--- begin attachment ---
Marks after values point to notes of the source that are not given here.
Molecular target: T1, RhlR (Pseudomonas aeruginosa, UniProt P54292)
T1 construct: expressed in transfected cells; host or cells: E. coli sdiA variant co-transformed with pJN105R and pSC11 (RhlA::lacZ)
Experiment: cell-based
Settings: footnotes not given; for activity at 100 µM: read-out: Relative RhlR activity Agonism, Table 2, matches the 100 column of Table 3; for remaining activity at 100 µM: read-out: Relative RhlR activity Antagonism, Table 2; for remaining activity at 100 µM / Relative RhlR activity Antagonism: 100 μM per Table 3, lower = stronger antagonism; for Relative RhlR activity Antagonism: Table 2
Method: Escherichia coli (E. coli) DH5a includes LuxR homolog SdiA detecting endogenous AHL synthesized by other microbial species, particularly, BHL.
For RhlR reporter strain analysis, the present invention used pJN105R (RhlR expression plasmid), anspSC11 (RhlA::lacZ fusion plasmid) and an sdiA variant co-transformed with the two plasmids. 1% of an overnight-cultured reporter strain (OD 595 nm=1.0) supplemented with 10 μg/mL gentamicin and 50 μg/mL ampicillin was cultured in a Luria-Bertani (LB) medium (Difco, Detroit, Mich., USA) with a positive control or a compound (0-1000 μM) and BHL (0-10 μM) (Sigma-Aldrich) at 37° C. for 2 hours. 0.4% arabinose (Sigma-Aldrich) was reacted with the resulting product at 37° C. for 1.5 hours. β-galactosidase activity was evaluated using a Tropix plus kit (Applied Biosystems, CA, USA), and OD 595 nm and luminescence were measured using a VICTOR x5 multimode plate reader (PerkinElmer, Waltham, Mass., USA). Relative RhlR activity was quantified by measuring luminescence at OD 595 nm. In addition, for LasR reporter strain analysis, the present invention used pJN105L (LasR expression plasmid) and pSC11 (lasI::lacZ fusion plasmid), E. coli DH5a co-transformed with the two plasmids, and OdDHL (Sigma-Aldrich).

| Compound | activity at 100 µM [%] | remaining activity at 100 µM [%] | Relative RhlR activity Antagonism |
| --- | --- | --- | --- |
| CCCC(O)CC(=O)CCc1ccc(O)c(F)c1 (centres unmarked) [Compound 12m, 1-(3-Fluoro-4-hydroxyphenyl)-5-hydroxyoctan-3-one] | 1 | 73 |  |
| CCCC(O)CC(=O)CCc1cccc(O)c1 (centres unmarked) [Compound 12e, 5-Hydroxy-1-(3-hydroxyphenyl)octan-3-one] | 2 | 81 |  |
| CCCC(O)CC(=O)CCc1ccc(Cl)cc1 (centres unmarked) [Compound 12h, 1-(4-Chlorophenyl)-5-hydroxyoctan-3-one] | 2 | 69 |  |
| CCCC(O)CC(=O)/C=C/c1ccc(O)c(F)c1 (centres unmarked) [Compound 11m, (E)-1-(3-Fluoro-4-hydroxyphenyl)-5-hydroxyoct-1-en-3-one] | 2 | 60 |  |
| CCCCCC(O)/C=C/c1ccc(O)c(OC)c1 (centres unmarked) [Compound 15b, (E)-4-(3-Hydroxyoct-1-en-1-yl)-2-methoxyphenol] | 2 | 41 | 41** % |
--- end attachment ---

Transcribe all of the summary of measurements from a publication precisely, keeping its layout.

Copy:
Marks after values point to notes of the source that are not given here.
Molecular target: T1, RhlR (Pseudomonas aeruginosa, UniProt P54292)
T1 construct: expressed in transfected cells; host or cells: E. coli sdiA variant co-transformed with pJN105R and pSC11 (RhlA::lacZ)
Experiment: cell-based
Settings: footnotes not given; for activity at 100 µM: read-out: Relative RhlR activity Agonism, Table 2, matches the 100 column of Table 3; for remaining activity at 100 µM: read-out: Relative RhlR activity Antagonism, Table 2; for remaining activity at 100 µM / Relative RhlR activity Antagonism: 100 μM per Table 3, lower = stronger antagonism; for Relative RhlR activity Antagonism: Table 2
Method: Escherichia coli (E. coli) DH5a includes LuxR homolog SdiA detecting endogenous AHL synthesized by other microbial species, particularly, BHL.
For RhlR reporter strain analysis, the present invention used pJN105R (RhlR expression plasmid), anspSC11 (RhlA::lacZ fusion plasmid) and an sdiA variant co-transformed with the two plasmids. 1% of an overnight-cultured reporter strain (OD 595 nm=1.0) supplemented with 10 μg/mL gentamicin and 50 μg/mL ampicillin was cultured in a Luria-Bertani (LB) medium (Difco, Detroit, Mich., USA) with a positive control or a compound (0-1000 μM) and BHL (0-10 μM) (Sigma-Aldrich) at 37° C. for 2 hours. 0.4% arabinose (Sigma-Aldrich) was reacted with the resulting product at 37° C. for 1.5 hours. β-galactosidase activity was evaluated using a Tropix plus kit (Applied Biosystems, CA, USA), and OD 595 nm and luminescence were measured using a VICTOR x5 multimode plate reader (PerkinElmer, Waltham, Mass., USA). Relative RhlR activity was quantified by measuring luminescence at OD 595 nm. In addition, for LasR reporter strain analysis, the present invention used pJN105L (LasR expression plasmid) and pSC11 (lasI::lacZ fusion plasmid), E. coli DH5a co-transformed with the two plasmids, and OdDHL (Sigma-Aldrich).

| Compound | activity at 100 µM [%] | remaining activity at 100 µM [%] | Relative RhlR activity Antagonism |
| --- | --- | --- | --- |
| CCCC(O)CC(=O)CCc1ccc(O)c(F)c1 (centres unmarked) [Compound 12m, 1-(3-Fluoro-4-hydroxyphenyl)-5-hydroxyoctan-3-one] | 1 | 73 |  |
| CCCC(O)CC(=O)CCc1cccc(O)c1 (centres unmarked) [Compound 12e, 5-Hydroxy-1-(3-hydroxyphenyl)octan-3-one] | 2 | 81 |  |
| CCCC(O)CC(=O)CCc1ccc(Cl)cc1 (centres unmarked) [Compound 12h, 1-(4-Chlorophenyl)-5-hydroxyoctan-3-one] | 2 | 69 |  |
| CCCC(O)CC(=O)/C=C/c1ccc(O)c(F)c1 (centres unmarked) [Compound 11m, (E)-1-(3-Fluoro-4-hydroxyphenyl)-5-hydroxyoct-1-en-3-one] | 2 | 60 |  |
| CCCCCC(O)/C=C/c1ccc(O)c(OC)c1 (centres unmarked) [Compound 15b, (E)-4-(3-Hydroxyoct-1-en-1-yl)-2-methoxyphenol] | 2 | 41 | 41** % |